11. Annie Waits In A Dream
    12. Of The Gun




    Tony Bonyata
    Pavement PR
    e: tony@pavementpr.com

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    • [5/5 stars!] “Ohio music maker M Ross Perkins weaves melodicism and wit at every turn. He’s a man completely at peace with the twin arts of songwriting and DIY recording, sculpting perfect earworms that never fail to put a smile on the face and a cheer in the heart.” – Andy Morten, SHINDIG!
    • "... warm pop bliss... a perfect pastiche of ‘60s psychedelia and orchestral pop.Like modern luminaries such as Father John Misty or Weyes Blood, Perkins’ music refracts and reinterprets, drawing something that feels fresh from well-worn combinations." - Caleb Campbell, UNDER THE RADAR MAGAZINE
    • "While comparisons are frequently drawn to artists such as Harry Nilsson, Brian Wilson, and Emitt Rhodes, traces of Byrds-era Gram Parsons, Leon Russell, and Jason Isbell -- if he’d cut his teeth in Herman’s Hermits, instead of Drive-By Truckers -- start to come into focus as well alongside Perkins’ lonesome croon and precision-grade guitar work. Much like Guided By Voices DIY-wizard and fellow vampire on Titus, Robert Pollard, M Ross Perkins has managed to cultivate all the necessary skills to solely realize his complete artistic vision: as if Isbell and frequent producer Dave Cobb could be buttoned into the same embroidered shirt." - BLAST RADIO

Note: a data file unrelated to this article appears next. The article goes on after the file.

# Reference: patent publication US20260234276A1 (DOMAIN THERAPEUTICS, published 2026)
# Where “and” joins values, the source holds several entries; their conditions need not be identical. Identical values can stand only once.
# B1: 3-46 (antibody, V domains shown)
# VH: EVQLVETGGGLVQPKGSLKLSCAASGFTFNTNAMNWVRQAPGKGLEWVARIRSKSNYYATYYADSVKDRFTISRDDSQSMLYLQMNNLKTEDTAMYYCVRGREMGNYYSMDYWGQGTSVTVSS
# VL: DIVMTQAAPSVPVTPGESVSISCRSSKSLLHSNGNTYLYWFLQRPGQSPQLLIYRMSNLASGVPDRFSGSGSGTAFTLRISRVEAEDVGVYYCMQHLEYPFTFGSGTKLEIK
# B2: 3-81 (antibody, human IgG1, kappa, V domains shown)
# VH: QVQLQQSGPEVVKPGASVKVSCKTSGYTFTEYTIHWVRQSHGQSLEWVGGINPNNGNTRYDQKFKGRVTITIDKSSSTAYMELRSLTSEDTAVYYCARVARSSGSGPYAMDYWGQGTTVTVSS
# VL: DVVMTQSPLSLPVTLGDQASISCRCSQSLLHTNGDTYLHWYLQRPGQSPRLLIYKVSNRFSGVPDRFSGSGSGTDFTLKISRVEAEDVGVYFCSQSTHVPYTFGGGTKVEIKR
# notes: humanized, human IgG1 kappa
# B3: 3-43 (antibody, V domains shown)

• [4 stars!] "A truly great album filled with late ‘60s and early ‘70s pop goodness. Don’t miss it!” - RECORD COLLECTOR MAGAZINE
    • “… the kind of good old-fashioned psychedelic-tinged rock & roll that the world could use right now.” – HIGH TIMES
    • "... an entrancing mix of psychedelia and country rock." - DAYTON DAILY NEWS
    • "... brilliant psych-tinged American rock that really takes you back to th sixties" –SONIC BANDWAGON UK
    • “M. Ross Perkins, a neo-psychedelic musician from Dayton, gets sunny and a little silly on his self-titled debut.... and his inflection and the swirling music add whimsy to the matter-of-factness. But it's not all cheeky fun; Perkins has a grand plan for his debut in the scope of his broader, forthcoming body of work.” - ALL MUSIC